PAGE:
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    Inside Dental Assisting

    Jan/Feb 2010, Volume 6, Issue 2
    Published by AEGIS Communications


    Preventive Dentistry Can Be a Win-Win Situation

    Gordon J. Christensen, DDS, MSD, PhD

    Dentistry is well recognized as a profession interested in and highly involved with prevention of oral diseases, including, but not limited to, dental caries, periodontal disease, excessive tooth wear, and other occlusal conditions. Usually, the delegation of preventive procedures to dental hygienists is common practice. However, incorporating preventive procedures into dental practice, while still maintaining adequate revenue to support a typical practice, can be a frustrating experience requiring thought, organization, and the delegation of responsibilities to qualified, educated staff.

    In this article, the author will make suggestions on how to integrate preventive procedures for dental caries, periodontal disease, and excessive tooth wear into the dental hygiene portion of a dental practice, with identification and administration of these procedures primarily being delegated to dental hygienists, and with treatment being accomplished by hygienists, assistants, or dentists.

    Dental Caries

    Most dental practices provide preventive measures for dental caries and periodontal disease, including tooth scaling, root planing, and polishing, as well as topical fluoride application. However, a significant portion of patients in any general dental practice have the possibility for highly active dental caries. Previously, the author has made suggestions relative to how to prevent dental caries in some of the following high-caries potential groups.1-2 Situations of high-caries activity include:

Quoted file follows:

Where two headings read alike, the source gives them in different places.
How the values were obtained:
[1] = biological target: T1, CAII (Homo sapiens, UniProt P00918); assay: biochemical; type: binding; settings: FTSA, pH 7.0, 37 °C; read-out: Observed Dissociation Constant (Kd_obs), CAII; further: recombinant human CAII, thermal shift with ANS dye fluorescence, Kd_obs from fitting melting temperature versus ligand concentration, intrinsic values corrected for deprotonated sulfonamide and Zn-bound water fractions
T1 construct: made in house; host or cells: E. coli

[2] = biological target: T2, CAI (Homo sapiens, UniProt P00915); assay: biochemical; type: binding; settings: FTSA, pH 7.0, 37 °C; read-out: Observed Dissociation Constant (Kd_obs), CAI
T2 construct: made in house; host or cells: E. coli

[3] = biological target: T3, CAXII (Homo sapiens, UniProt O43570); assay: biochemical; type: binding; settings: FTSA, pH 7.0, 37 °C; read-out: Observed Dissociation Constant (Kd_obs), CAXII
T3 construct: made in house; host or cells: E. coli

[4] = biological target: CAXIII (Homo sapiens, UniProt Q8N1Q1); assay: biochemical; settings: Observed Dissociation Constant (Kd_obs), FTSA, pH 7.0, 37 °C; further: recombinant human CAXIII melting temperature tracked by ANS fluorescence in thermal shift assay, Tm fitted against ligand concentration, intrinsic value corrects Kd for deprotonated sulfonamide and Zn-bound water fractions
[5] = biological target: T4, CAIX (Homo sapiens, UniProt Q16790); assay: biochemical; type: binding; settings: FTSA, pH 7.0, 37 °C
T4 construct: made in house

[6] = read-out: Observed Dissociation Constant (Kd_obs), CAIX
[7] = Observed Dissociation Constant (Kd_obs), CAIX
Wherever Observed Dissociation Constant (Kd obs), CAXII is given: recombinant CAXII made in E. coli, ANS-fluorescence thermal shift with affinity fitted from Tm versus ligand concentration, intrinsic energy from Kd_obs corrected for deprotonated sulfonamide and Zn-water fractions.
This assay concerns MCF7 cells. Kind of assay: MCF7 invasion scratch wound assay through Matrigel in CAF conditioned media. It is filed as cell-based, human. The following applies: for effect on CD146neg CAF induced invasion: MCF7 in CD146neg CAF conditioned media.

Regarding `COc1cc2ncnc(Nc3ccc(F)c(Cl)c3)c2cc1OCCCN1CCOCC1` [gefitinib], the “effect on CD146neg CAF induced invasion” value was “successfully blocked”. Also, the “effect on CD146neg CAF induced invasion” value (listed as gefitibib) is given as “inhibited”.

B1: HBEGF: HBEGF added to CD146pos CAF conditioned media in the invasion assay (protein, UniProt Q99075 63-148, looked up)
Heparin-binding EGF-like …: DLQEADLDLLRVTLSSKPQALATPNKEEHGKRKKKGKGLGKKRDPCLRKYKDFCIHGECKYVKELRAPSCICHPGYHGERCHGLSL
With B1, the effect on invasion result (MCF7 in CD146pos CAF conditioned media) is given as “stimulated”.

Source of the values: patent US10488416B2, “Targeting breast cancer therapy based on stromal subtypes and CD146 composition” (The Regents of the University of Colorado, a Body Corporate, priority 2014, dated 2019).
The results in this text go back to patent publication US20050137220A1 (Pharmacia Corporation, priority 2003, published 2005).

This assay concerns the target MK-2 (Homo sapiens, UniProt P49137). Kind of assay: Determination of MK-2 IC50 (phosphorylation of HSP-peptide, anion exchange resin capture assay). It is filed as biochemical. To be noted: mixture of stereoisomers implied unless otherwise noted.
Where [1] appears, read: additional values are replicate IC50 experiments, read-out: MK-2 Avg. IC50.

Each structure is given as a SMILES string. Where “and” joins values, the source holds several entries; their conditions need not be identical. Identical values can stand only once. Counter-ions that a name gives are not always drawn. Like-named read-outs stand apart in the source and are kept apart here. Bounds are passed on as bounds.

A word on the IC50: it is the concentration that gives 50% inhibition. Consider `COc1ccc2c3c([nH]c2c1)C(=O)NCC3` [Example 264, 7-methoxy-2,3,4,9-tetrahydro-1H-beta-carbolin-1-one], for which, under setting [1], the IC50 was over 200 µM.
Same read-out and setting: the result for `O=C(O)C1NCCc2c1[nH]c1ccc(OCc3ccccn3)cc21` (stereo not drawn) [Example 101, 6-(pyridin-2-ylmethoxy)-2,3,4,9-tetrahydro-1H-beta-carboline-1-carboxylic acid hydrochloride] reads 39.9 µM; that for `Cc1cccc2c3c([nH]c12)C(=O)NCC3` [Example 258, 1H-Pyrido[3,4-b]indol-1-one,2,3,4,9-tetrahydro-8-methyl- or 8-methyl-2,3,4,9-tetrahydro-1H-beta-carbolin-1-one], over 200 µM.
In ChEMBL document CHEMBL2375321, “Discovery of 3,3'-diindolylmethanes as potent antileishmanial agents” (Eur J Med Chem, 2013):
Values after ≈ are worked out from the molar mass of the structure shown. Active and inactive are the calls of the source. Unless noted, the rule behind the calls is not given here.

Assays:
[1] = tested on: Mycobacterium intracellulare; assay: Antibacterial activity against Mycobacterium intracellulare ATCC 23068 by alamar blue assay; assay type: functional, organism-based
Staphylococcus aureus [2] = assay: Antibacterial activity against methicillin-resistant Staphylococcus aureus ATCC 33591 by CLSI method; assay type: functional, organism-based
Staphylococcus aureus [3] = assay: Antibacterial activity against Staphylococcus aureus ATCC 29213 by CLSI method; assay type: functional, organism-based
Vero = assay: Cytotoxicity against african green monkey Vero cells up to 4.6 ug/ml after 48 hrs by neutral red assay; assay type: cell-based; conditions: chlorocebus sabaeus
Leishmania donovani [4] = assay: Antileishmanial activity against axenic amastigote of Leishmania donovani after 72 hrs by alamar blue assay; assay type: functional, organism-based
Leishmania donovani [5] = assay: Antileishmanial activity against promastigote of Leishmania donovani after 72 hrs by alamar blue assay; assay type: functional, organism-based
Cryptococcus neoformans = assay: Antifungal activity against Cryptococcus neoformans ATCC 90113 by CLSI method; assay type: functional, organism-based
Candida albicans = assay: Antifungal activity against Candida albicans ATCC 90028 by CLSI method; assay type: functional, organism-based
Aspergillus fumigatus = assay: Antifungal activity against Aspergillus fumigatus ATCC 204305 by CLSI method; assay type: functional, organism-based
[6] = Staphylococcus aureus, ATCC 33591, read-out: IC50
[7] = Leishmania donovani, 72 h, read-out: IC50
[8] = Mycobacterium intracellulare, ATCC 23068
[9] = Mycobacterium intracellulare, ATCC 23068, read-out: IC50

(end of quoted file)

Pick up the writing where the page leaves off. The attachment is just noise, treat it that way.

• Bulimia
    • Chemotherapy
    • Juvenile caries
    • “Meth mouth”
    • Postrestorative rehabilitation
    • Radiation therapy
    • Senile caries

    These categories of patients are easily identified in any general dental practice during routine dental hygiene appointments. Dental hygienists can make a list of these potential high-risk patients, consult with the dentist about the patients, decide together if the patients have high-risk potential, and then encourage patients to accept clinical and at-home therapy.

    When possible, using staff members to accomplish those procedures when allowed by law can help the practice to offer patients affordable preventive treatment. Fluoride therapy is well proven and is accomplished easily by hygienists or assistants where legal. American Dental Association codes for potential third-party payment are:

    • D1203 Topical application of fluoride (prophylaxis not included)—child
    • D1204 Topical application of fluoride (prophylaxis not included)—adult
    • D1206 Topical fluoride varnish; therapeutic application
    • D5986 Fluoride gel carrier or fluoride applicator (for patient use)

    When patients are advised of their high caries potential, most accept preventive therapy, making the delegated procedure in this “preventive appointment” a significant service to them and providing additional revenue to the practice.

    Sodium fluoride of 5000 ppm applied daily in trays for 5 minutes has had positive supportive research for many years when used in the various techniques such as the one described.3-14 Additionally, in the author’s longtime clinical experience, use of 5000-ppm fluoride in trays on a daily basis either eliminates or greatly reduces future dental caries if the following or other clinical techniques are used.

    Clinical Appointment for At-Home Fluoride Application in Trays

    • Clean teeth well, removing calculus, stain, and plaque.

    • Make alginate impressions of both arches and pour casts in fast-setting stone, such as Snap-Stone (Whip Mix, http://www.whipmix.com). This stone sets in 5 minutes.